land, labor, capital, and enterprise", and Keynesians say M can influence Q significanly). Bernanke is observing a credit crunch, i.e. V is tanking. Money is not moving. Even banks with ample liquidity are not lending. His response? Look here. But maybe, just maybe, he ought to re-visit the underlying assumptions for MV=PQ. Among those (not an exhaustive list):
1) Money supply is exogenous.
Well, yes, until is is not. When banks do not lend at any rate (and interests rates cannot get much lower), clearly the bank multiplier is not working right, and the Fed is shooting at a moving target - and one moving way too fast for their lousy shooting skill.
The mechanism for injecting money into the economy is not that important in the long run.
Well, no, until it is. The line for federal handouts/bailouts is getting longer by the week - banks, insurance companies, car manufacturers, states/municipalities...

Paulson and Co. let Lehman go under, which sent a chill down the spine of every financial professional in the world. Confidence in one's counterparty's solvency was shattered, and thus V tanked. Everyone and their grandmother is holding on to any cash they have, and will not lend at any rate. Now, I actually think it was right to let Lehman fail, but I also think many others should, and Bernanke is hellbent on not letting them, cost upon the taxpayers and their descendants be damned.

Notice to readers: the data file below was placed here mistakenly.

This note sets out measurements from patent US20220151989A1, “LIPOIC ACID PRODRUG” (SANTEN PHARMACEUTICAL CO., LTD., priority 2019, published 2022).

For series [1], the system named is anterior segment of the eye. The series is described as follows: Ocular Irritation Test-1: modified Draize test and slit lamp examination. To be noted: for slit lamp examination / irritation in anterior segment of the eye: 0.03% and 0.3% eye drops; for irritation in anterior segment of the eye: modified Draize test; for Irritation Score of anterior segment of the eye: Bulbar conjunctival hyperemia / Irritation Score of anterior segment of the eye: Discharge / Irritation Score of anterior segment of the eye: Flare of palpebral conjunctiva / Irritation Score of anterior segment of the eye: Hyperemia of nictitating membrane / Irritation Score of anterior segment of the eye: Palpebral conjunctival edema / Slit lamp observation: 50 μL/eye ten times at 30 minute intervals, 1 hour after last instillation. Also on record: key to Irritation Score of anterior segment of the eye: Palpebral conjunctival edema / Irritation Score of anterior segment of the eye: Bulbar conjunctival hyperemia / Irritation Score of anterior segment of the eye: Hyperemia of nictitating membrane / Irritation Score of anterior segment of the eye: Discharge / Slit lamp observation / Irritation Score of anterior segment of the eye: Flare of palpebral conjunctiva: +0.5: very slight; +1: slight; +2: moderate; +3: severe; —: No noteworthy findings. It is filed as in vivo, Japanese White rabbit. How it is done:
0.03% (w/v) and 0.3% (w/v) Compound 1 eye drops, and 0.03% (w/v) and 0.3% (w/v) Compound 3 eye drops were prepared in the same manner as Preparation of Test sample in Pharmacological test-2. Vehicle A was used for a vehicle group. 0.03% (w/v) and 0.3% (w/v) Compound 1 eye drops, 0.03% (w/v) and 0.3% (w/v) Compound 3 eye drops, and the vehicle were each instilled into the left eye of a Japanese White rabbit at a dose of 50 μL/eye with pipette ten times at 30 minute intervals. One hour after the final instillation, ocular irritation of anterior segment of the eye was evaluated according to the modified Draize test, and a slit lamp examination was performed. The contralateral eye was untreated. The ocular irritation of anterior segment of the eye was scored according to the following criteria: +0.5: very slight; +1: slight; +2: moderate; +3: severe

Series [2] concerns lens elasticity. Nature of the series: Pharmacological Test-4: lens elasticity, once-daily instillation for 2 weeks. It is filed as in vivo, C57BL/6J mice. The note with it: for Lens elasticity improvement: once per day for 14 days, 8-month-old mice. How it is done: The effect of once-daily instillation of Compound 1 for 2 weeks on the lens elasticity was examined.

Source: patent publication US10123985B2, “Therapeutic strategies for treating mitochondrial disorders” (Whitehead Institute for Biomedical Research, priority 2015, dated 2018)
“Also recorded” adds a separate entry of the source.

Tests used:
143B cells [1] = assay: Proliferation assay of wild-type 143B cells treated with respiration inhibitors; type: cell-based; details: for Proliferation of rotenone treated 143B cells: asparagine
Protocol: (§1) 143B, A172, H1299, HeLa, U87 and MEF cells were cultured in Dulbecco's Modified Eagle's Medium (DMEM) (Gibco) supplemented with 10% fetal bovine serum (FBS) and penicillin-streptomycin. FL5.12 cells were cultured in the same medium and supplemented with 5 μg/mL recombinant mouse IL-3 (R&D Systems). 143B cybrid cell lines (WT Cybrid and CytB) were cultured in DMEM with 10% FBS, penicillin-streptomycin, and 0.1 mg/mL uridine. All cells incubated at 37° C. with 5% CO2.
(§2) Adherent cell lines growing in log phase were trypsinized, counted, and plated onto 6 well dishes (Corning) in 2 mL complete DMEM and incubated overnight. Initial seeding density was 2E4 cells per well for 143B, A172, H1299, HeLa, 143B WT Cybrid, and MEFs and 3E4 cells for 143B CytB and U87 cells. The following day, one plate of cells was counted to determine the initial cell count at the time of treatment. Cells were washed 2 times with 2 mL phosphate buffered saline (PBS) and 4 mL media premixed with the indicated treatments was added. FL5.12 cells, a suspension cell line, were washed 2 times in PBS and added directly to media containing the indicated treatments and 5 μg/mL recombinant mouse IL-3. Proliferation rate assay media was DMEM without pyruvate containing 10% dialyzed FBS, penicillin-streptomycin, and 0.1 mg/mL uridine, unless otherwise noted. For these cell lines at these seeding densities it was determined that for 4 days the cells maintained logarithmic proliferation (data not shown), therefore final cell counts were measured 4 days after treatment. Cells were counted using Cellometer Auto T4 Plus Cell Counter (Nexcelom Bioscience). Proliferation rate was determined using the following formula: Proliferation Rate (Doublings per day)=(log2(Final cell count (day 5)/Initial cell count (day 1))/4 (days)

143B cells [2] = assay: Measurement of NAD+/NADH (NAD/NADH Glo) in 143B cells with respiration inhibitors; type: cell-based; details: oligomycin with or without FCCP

But, let's give Mr. Bernanke the benefit of doubt. Let's say he is desperately working on his part of the MV=PQ, and hoping the government has wisened up, and will not repeat the policy blunders from that 30's. This is probably naive, but at least somewhat defensible. Then logically he should be hoping to be able to mop up this monstrous amount of liquidity pumped into the system when things begin to pick up. When will that be? My pessimistic estimate: just about the time Mr. Obama will be thinking about his re-election prospects. And thus, the Obama administration will probably work feverishly to counter Bernanke's (more likely, his successor's) tightening efforts, which will probably be "too little too late" anyway.

My forecast: inflation will spike around late 2009 to early 2010, and (better, more likely, but still bad scenario) the Fed's efforts to contain it will kill a nascent recovery, or (worse scenario) the Fed will do little, and inflation will rampage at a level the US has not seen yet. I hope I am wrong, but I will be properly positioned short T-bonds and long gold (or any better inflation hedge I may think of).

Tuesday, December 2, 2008

Scrooge McDuck's Wisdom

Funny cartoon, at about the right level for the average politician, although some may need help with some of the advanced terminology, like definitions of "money" and "inflation".

Dale Amon at Samizdata.

Saturday, November 29, 2008

The Global Elders and Zimbabwe

BBC reports on the mission of the Global Elders to help Zimbabwe. As usual, when one sees a pompous name - Global Elders - one should skeptically expect much form with little content. To begin with, the Elders could not even get into Zimbabwe - Robert Mugabe's ZANU-PF party thumbed their nose at the celebrity cast of this reality show. Furthermore, at 0:22 in the linked video: " The Elders wanted to know what had forced them to leave, and how they are surviving." Well, you have to be seen as doing something even if you can and will do nothing - as the bunch of washed up bureaucrats and politicians knows. So they are asking questions, the answers to which are available to anyone curious.